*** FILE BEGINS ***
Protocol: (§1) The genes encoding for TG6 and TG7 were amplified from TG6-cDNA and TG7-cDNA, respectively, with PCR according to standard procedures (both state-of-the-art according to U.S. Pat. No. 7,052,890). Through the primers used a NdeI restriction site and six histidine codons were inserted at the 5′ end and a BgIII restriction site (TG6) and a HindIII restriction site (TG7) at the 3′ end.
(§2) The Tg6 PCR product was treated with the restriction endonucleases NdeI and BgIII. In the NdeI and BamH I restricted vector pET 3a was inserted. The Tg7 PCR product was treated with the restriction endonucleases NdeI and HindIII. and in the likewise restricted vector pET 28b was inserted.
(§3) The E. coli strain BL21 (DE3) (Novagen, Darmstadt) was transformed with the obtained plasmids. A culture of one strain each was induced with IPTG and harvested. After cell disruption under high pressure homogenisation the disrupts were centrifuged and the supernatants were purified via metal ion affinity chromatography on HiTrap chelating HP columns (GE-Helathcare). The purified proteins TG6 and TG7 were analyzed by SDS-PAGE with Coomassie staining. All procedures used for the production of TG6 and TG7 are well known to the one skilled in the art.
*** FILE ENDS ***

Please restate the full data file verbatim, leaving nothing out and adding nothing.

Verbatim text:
Protocol: (§1) The genes encoding for TG6 and TG7 were amplified from TG6-cDNA and TG7-cDNA, respectively, with PCR according to standard procedures (both state-of-the-art according to U.S. Pat. No. 7,052,890). Through the primers used a NdeI restriction site and six histidine codons were inserted at the 5′ end and a BgIII restriction site (TG6) and a HindIII restriction site (TG7) at the 3′ end.
(§2) The Tg6 PCR product was treated with the restriction endonucleases NdeI and BgIII. In the NdeI and BamH I restricted vector pET 3a was inserted. The Tg7 PCR product was treated with the restriction endonucleases NdeI and HindIII. and in the likewise restricted vector pET 28b was inserted.
(§3) The E. coli strain BL21 (DE3) (Novagen, Darmstadt) was transformed with the obtained plasmids. A culture of one strain each was induced with IPTG and harvested. After cell disruption under high pressure homogenisation the disrupts were centrifuged and the supernatants were purified via metal ion affinity chromatography on HiTrap chelating HP columns (GE-Helathcare). The purified proteins TG6 and TG7 were analyzed by SDS-PAGE with Coomassie staining. All procedures used for the production of TG6 and TG7 are well known to the one skilled in the art.